3. Italy now the top destination for refugees and migrants
The EU-Turkey deal, combined with restrictive deterrence policies, has made the route through Turkey and Greece more difficult. This may have led to flows being diverted towards the Italian route. In 2016, more asylum seekers reached Italy by boat than in any previous year on record.
Given this strong upward trend, Italy is now the top destination for refugees and migrants, outstripping Greece, Spain, and other European destinations.
Source: Data for Italy and Greece from UNHCR. Rest from IOM.
Note: Data for Italy, Greece (by sea) and Bulgaria are to 11 December. Data for Greece (by land) is to 7 December. Data for Cyprus and Spain are to 30 September. Despite the fact that arrivals to Bulgaria are arriving overtly, they are treated here as ‘covert’ as the data is based on apprehensions by the police rather than overt registration numbers.
Enhanced border controls between Italy and neighbouring countries also means that many more refugees and migrants will be stuck in Italy with limited options and opportunities for livelihoods and jobs.
Other EU countries have little interest in supporting Italy in this endeavour. They have already isolated Greece in its effort to address the urgent needs of the many refugees and migrants currently stuck there, as well as the local population which is struggling to cope with even greater pressures on services.
So what now?
Our data and analysis confirms what many others working in this sector have been suggesting for some time now: that Europe’s restrictive policies and tightened borders do not deter overall migration but instead merely divert flows.
The lack of legal options for refugees and migrants make it harder, not easier, for governments to monitor flows and design suitable policies to better manage human mobility.
European governments are making bad policy choices when it comes to migration. Not only for refugees and migrants who are dying at sea and suffering from perfectly avoidable political decisions, but also for their own citizens, who are understandably worried about the lack of control and management of migration flows, resulting in equally avoidable fear and mistrust.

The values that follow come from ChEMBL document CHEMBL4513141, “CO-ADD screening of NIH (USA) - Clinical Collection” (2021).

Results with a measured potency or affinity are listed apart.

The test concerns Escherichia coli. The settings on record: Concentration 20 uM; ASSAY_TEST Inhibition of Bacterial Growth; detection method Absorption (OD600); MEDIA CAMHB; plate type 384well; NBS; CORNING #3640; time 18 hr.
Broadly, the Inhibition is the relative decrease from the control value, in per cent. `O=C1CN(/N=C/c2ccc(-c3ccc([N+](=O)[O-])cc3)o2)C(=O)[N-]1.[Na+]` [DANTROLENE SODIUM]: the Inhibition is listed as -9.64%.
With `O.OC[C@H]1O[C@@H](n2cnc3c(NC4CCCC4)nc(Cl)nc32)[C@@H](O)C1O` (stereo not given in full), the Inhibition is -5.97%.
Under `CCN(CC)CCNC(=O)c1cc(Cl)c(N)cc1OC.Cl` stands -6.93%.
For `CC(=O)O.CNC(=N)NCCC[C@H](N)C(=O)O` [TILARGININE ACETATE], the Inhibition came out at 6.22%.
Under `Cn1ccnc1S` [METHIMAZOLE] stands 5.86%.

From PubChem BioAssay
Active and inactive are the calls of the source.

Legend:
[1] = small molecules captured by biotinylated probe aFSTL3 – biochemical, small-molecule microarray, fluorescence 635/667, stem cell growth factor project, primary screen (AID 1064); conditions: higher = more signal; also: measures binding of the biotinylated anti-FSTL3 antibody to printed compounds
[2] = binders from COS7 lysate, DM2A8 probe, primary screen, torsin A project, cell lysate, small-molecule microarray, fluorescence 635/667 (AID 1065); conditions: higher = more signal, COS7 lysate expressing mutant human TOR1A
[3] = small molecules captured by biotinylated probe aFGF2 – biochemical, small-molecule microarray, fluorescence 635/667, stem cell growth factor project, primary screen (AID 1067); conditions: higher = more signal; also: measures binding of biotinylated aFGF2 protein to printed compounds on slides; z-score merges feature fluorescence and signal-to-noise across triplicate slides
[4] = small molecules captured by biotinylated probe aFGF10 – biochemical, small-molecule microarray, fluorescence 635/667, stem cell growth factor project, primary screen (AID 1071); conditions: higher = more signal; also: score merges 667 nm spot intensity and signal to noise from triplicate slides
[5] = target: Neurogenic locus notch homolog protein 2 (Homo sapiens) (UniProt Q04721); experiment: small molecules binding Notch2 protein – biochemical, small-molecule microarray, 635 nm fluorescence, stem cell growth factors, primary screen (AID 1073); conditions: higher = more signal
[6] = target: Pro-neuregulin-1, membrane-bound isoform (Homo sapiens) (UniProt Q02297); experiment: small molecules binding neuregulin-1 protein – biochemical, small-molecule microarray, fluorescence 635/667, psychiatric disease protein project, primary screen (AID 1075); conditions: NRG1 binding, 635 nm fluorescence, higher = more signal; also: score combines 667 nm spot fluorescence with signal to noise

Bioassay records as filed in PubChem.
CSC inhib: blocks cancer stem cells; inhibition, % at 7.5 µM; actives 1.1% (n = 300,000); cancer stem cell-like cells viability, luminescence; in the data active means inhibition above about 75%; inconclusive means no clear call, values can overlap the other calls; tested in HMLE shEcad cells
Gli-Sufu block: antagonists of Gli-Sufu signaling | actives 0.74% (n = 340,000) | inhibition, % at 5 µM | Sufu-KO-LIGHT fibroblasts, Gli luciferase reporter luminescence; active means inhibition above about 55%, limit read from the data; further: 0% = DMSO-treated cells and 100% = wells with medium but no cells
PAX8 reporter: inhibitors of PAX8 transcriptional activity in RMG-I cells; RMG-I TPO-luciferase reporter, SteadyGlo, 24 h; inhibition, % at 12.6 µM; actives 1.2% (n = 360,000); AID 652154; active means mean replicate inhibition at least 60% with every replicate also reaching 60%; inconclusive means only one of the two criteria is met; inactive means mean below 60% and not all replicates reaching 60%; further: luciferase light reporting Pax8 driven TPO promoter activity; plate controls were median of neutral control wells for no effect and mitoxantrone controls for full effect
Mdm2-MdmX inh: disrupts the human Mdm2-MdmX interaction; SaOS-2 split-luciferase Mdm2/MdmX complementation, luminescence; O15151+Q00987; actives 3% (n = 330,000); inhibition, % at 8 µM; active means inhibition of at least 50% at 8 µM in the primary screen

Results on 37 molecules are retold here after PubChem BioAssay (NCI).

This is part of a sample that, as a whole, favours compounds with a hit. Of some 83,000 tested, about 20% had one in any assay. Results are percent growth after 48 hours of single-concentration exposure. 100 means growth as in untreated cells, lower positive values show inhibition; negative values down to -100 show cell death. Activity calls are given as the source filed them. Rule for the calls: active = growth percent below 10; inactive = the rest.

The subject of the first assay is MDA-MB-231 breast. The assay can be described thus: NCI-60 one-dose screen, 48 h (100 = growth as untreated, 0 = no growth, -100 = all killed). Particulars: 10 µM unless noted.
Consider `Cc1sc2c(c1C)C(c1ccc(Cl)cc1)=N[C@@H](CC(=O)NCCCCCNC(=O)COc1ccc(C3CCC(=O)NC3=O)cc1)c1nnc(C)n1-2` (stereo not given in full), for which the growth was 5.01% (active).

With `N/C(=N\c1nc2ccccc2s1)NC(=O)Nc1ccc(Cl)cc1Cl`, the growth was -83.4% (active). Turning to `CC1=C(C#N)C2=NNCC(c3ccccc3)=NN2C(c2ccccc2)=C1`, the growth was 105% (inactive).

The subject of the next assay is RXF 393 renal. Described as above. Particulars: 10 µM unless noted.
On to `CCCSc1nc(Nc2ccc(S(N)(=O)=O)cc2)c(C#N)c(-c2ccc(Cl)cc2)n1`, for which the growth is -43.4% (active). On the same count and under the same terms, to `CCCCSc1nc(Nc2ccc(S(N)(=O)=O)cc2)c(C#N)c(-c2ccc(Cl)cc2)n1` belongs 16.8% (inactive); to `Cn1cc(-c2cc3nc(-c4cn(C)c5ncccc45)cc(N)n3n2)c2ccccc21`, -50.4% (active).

This can be corrected, but it needs urgent attention. In the new year, here at ODI, we will focus on better understanding how access to better employment and livelihoods can support the economic and social integration of refugees and migrants, and how this works in practice in different countries.
It is also increasingly important to reframe the migration narrative and understand how to shift public perceptions. ODI’s upcoming projects will weave research, communications and public engagement to address these ongoing challenges and, hopefully, to make 2017 a more positive and constructive year.
This blog relies on a number of data sources. To determine the number of refugees and migrants travelling on particular routes, we used data from UNHCR and IOM. To analyse asylum applications and decisions, we worked from Eurostat information and information from the German Ministry of the Interior. All data was collected and analysed by John Cosgrave.